Facebook has finally named the first members of its independent content oversight board which was created to solve the issues of problematic content like hate speech on its platform.
The independent board dubbed the Facebook “Supreme Court,” has a new list of 20 members which includes a former prime minister, constitutional law experts and rights advocates across the world. According to Facebook, the board will make decisions about what kind of content can and can’t be allowed on the platform.
Facebook Content Moderation Woes
In the past, Facebook’s CEO, Mark Zuckerberg and his team have faced several public backlashes following the way they handle content moderation on the platform.
Cases like doctored videos of politicians during election campaigns, fake news, hate speech and nudity are some of the contents that have brought increased scrutiny of Facebook.
To solve the problem, Facebook created a content oversight board which will be independent of the company. The board will have the power to overrule Facebook’s and Zuckerberg’s decisions on content posted on Facebook and Instagram.
Facebook’s Oversight Board
The boards’ initial list of 20 members is expected to grow to about 40 members. According to the company, the selected board members have lived in 27 countries and speak at least 29 different languages.
The co-chairs of the board include former US judge, Michael McConnell,
Colombian attorney, Catalina Botero-Marino, law expert Jamal Greene and former Danish Prime Minister Helle Thorning-Schmidt.
The unveiled list of members also includes Nobel Peace Prize laureate, Tawakkol Karman, former editor-in-chief of the Guardian, Alan Rusbridge, Former Human Rights judge, András Sajó, Pakistani digital rights advocate Nighat Dad and Internet Sans Frontières Executive Director, Julie Owono
According to Facebook, they start work immediately but hearings on cases won’t start until summer. It added that the board will initially focus on cases where the content was removed.
However, this does not mean the board will handle all content complains made to Facebook. The board will focus on the small percentage of challenging content issues that could find no resolution after passing through Facebook’s usual appeal process.
Speaking about the board, Co-chair and former US judge, Michael McConnell, clarified that the board is not an internet police that solves every content problem.
“We are not the internet police, don’t think of us as sort of a fast-action group that’s going to swoop in and deal with rapidly moving problems,”Michael McConnell, Co-chair and former US judge,
Facebook expects the board to initially take about a dozen cases, a small percentage of the thousands of cases it forecasts the board will receive. Once the board makes a decision, it must be implemented within 90days. Facebook, however, have the opportunity to ask for a 30-day review for exceptional cases.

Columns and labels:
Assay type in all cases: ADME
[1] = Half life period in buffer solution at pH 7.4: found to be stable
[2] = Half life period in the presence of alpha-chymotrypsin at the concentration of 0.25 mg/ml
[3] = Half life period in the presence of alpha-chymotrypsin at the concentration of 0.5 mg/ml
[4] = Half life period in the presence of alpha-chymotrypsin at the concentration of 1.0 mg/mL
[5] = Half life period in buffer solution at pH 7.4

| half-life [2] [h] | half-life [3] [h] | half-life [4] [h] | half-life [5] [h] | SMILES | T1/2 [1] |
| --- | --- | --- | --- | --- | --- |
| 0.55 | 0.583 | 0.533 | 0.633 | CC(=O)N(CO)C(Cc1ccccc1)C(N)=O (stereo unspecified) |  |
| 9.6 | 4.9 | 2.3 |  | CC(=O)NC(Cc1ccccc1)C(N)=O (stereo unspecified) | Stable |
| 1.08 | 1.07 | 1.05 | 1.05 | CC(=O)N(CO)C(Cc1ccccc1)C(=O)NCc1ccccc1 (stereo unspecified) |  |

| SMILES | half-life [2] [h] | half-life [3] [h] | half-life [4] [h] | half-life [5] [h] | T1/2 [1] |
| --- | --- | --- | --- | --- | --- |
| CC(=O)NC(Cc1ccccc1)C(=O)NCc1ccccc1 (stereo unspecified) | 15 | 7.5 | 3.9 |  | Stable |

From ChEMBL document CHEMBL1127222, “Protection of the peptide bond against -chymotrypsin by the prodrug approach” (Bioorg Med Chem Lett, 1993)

The board can also make policy recommendations to Facebook based on case decisions, to which the company will publicly respond to.
Can Facebook’s Supreme Court really Overrule Zukerberg?
Currently, complaints on posts taken down or posts left-up by Facebook is made through Facebook’s community moderation team. However, the team, led by Zuckerberg has a history of making decisions unpopular with the public.
Before the oversight board was created, any decision made by the community moderation team was final as there was no way to further dispute it.
The kick-off of the oversight board means people unsatisfied with Facebook’s decision can petition the board as it reportedly has the power to overrule Zukerberg on content decisions.
However, beyond just repeating what has reported, the fact that the board was created by Zukerberg sparks curiosity as to if it truly can overrule the CEO.
Facebook has, however, said that the content oversight board is independent of the company. It added that it doesn’t have any influence on how and what decisions are made.
“We’re not working for Facebook, we’re trying to pressure Facebook to improve its policies and its processes to better respect human rights. That’s the job,” said Nicolas Suzor, a board member
To further, ensure the independence of the board, Facebook announced that the $130 million it pledged to the operation of the board for the next 6 years will be placed in a trust that the board has control over.
The content oversite board comes at a time when content management is very important especially with the spike in users due to the pandemic. Having the right content management helps keep out undesirable contents without hindering freedom of expression.
With millions of users, Facebook handling just a few dozen cases would hardly make a dent in the overall grand scheme of problematic contents like fake news, hate speech on the platform. However, Facebook’s supreme court could provide a way for the company to avoid making unpopular decisions by leveraging on the experience of the board on highly controversial content.
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